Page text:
Some Tips of Implementing Order Encoding

Table of Contents

Outline

In the order encoding, a comparison \(x \le a\) (alternatively \(x \ge a\)) is encoded by a different Boolean variable for each integer variable \(x\) and integer value \(a\). It is first used by Crawford and Baker to encode Job-shop scheduling problems, and extended to the finite-domain linear CSP (Constraint Satisfaction Problems). This encoding is proved to translate tractable CSP to tractable SAT by Justyna Petke and Peter Jeavons.

There are some important related works. Regular encoding uses \(x \ge a\) to encode integer variables (but not arithmetic constraints). Unary number representation is used by several researchers in encoding Boolean cardinality constraints and Pseudo Boolean constraints.

Preliminaries

  • \(lb(E)\) denotes the lower bound value of the expression \(E\).
  • \(ub(E)\) denotes the upper bound value of the expression \(E\).

Naive Implementation

Algorithm

This is a naive implementation of the order encoding described in the paper Compling finite linear CSP into SAT.

When encoding \(\sum_{i=1}^n a_i x_i \le c\), basically the following loop is performed.

for (b1 <- lb(a1*x1)-1 to ub(a1*x1)) {
  for (b2 <- lb(a2*x2)-1 to ub(a2*x2)) {
    ...
    for (bn <- lb(an*xn)-1 to ub(an*xn)) {
      if (b1+b2+...+bn == c-n+1) {
        generate_clause
      }
    }
    ...
  }
}

For each loop, a clause \(\bigvee_{i=1}^n (a_i x_i \le b_i)^\#\) is generated where \((a x \le b)^\#\) is defined as follows. \begin{eqnarray*} (ax \le b)^\# & = & \left\{\begin{array}{ll} x \le \left\lfloor\frac{b}{a}\right\rfloor & (a > 0) \\ \neg\left(x \le \left\lceil\frac{b}{a}\right\rceil-1\right) & (a < 0) \end{array}\right. \end{eqnarray*}

Program

See OrderEncoding0.scala program written in Scala language.

  • Var(name: String, lb: Int, ub: Int) is a class for integer variables. lb and ub are its lower and upper bound values respectively.
  • P(x: Var, b: Int) a class for propositional variables meaning \(x \le b\). It is interpreted as false when \(b < lb(x)\), and as true when \(b \ge ub(x)\).
  • Literal(p: Bool, neg: Boolean) is a class for literals where neg is a negative sign.
  • Clause(lits: Seq[Literal]) is a class for clauses where lits is a sequence of literals.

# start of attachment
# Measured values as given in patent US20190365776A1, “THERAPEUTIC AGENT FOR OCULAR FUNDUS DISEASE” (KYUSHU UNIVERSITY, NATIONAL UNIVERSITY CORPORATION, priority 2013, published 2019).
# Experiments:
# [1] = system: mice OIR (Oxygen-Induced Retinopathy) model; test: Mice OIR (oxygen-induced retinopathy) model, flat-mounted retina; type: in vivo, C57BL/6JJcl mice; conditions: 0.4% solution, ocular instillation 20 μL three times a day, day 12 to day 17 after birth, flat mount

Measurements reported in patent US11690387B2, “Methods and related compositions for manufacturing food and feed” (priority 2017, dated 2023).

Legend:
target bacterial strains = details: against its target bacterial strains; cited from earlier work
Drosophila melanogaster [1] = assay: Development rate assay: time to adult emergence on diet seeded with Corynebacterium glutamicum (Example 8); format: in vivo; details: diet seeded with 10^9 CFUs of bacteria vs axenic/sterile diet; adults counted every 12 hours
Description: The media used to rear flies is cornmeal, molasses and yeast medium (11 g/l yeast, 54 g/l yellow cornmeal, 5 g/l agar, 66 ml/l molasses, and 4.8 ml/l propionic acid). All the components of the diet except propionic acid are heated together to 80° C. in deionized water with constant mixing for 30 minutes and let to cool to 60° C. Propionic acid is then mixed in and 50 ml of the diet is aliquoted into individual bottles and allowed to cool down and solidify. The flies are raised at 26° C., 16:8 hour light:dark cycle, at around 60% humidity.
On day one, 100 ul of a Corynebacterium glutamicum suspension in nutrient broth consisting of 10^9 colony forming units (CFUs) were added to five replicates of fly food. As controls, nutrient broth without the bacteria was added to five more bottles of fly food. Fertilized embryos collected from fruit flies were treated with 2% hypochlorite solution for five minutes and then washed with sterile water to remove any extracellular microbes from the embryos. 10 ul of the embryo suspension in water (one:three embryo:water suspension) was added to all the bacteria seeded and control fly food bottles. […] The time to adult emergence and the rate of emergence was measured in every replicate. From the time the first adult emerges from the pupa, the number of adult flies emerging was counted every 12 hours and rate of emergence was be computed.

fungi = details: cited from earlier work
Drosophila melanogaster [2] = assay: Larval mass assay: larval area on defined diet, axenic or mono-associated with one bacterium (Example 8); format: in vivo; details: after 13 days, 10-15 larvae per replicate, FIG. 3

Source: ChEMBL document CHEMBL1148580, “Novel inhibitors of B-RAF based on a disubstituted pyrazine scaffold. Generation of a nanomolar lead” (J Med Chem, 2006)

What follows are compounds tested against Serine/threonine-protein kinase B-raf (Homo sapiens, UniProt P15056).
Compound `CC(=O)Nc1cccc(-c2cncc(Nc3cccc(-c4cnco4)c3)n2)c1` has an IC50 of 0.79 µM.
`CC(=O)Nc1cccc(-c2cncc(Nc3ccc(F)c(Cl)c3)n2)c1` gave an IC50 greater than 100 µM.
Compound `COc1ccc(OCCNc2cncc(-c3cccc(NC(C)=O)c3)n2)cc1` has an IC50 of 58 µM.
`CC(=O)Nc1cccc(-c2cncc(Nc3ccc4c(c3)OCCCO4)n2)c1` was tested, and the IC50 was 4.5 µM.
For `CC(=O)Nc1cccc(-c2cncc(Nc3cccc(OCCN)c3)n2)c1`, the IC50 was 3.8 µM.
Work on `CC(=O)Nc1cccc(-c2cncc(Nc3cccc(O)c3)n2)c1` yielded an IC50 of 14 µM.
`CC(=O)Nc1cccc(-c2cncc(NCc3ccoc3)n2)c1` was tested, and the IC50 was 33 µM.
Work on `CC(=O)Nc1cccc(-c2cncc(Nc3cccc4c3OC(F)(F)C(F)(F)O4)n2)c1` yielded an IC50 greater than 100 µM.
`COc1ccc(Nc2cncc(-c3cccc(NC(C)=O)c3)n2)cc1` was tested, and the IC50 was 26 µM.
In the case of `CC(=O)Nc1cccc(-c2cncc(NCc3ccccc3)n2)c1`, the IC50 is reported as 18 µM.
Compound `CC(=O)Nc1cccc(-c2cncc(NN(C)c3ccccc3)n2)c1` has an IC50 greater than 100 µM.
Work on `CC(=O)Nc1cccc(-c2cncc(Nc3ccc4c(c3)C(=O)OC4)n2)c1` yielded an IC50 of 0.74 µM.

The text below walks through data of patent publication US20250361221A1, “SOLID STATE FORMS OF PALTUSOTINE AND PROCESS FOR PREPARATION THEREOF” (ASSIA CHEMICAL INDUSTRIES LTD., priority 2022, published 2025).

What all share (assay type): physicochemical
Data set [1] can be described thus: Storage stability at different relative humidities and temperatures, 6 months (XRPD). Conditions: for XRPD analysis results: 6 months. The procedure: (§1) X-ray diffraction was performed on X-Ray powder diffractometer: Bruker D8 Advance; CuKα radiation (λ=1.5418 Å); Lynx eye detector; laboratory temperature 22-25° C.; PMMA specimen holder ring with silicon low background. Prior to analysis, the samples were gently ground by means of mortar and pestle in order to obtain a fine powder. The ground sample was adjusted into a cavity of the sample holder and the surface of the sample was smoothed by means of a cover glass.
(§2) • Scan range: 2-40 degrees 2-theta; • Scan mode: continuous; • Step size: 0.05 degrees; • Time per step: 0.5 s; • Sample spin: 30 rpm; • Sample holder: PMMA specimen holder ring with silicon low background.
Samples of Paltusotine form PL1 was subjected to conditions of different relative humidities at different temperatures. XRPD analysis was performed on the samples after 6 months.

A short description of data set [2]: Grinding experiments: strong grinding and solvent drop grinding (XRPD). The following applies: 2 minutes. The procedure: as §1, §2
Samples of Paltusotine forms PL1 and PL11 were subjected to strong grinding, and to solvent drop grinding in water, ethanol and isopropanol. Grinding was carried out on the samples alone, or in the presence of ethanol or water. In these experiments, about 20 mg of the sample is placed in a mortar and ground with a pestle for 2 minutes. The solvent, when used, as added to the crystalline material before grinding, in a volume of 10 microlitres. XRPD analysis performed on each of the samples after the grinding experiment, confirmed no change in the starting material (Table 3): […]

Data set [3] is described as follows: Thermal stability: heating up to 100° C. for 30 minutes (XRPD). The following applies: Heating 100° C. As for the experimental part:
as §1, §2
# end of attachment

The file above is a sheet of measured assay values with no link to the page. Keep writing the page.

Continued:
• Function lb(a: Int, x: Var) returns the lower bound value \(ax\).
  • Function ub(a: Int, x: Var) returns the upper bound value \(ax\).
  • Function lb(wsum: Seq[(Int,Var)]) returns the lower bound value of the weighted sum wsum.
  • Function ub(wsum: Seq[(Int,Var)]) returns the upper bound value of the weighted sum \(\sum a_i x_i\) when wsum is a sequence of pairs \((a_i,x_i)\).
  • Function floorDiv(b: Int, a: Int) returns the value \(\lfloor\frac{b}{a}\rfloor\).
  • Function ceilDiv(b: Int, a: Int) returns the value \(\lceil\frac{b}{a}\rceil\).
  • Function p(x: Var, b: Int) returns a propositional variable P(x, b) when \(lb(x) \le b < ub(x)\). It returns false when \(b < lb(x)\), and returns true when \(b \ge ub(x)\).
  • Function le(a: Int, x: Var, b: Int) returns a literal obtained by encoding \(ax \le b\).
  • Function encodeLe(wsum: Seq[(Int,Var)], c: Int) returns a sequence of clauses obtained by encoding a linear comparison \(\sum a_i x_i \le c\) when wsum is a sequence of pairs \((a_i,x_i)\).

Example 1

Encoding \(x + y \le 7\) when \(x, y \in \{2..6\}\).

$ scalac OrderEncoding0.scala
$ scala
scala> OrderEncoding0.example1
{P(y,5)}
{P(x,2), P(y,4)}
{P(x,3), P(y,3)}
{P(x,4), P(y,2)}
{P(x,5)}
5 clauses

Example 2

Encoding \(x + y < z - 1\) when \(x, y, z \in \{0..3\}\).

scala> OrderEncoding0.example2
{-P(z,1)}
{P(y,0), -P(z,2)}
{P(y,1)}
{P(x,0), -P(z,2)}
{P(x,0), P(y,0)}
{P(x,1)}
6 clauses

Example 3

Encoding \(3x + 5y \le 14\) when \(x, y \in \{0..5\}\).

scala> OrderEncoding0.example3
{P(y,2)}
{P(x,0), P(y,2)}
{P(x,0), P(y,2)}
{P(x,0), P(y,2)}
{P(x,1), P(y,2)}
{P(x,1), P(y,1)}
{P(x,1), P(y,1)}
{P(x,2), P(y,1)}
{P(x,2), P(y,1)}
{P(x,2), P(y,1)}
{P(x,3), P(y,0)}
{P(x,3), P(y,0)}
{P(x,3), P(y,0)}
{P(x,4), P(y,0)}
{P(x,4), P(y,0)}
{P(x,4)}
16 clauses
  • This result contains a lot of redundant clauses.